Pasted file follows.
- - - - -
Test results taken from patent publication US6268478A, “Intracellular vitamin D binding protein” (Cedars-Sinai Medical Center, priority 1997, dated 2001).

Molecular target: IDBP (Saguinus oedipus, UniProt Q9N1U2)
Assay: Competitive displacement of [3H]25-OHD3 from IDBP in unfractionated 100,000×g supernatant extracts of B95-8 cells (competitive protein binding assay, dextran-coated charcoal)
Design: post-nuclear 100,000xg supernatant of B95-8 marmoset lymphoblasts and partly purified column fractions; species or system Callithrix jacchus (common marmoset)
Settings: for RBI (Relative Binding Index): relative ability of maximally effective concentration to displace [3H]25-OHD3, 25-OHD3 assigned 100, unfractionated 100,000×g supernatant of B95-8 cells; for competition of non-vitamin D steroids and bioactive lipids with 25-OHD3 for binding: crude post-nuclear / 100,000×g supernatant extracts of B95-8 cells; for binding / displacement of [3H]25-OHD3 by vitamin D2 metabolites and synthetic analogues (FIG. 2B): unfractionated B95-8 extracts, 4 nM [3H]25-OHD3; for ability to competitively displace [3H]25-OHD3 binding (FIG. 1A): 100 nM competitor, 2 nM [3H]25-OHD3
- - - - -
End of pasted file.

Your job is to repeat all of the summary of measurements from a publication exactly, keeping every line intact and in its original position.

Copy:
Test results taken from patent publication US6268478A, “Intracellular vitamin D binding protein” (Cedars-Sinai Medical Center, priority 1997, dated 2001).

Molecular target: IDBP (Saguinus oedipus, UniProt Q9N1U2)
Assay: Competitive displacement of [3H]25-OHD3 from IDBP in unfractionated 100,000×g supernatant extracts of B95-8 cells (competitive protein binding assay, dextran-coated charcoal)
Design: post-nuclear 100,000xg supernatant of B95-8 marmoset lymphoblasts and partly purified column fractions; species or system Callithrix jacchus (common marmoset)
Settings: for RBI (Relative Binding Index): relative ability of maximally effective concentration to displace [3H]25-OHD3, 25-OHD3 assigned 100, unfractionated 100,000×g supernatant of B95-8 cells; for competition of non-vitamin D steroids and bioactive lipids with 25-OHD3 for binding: crude post-nuclear / 100,000×g supernatant extracts of B95-8 cells; for binding / displacement of [3H]25-OHD3 by vitamin D2 metabolites and synthetic analogues (FIG. 2B): unfractionated B95-8 extracts, 4 nM [3H]25-OHD3; for ability to competitively displace [3H]25-OHD3 binding (FIG. 1A): 100 nM competitor, 2 nM [3H]25-OHD3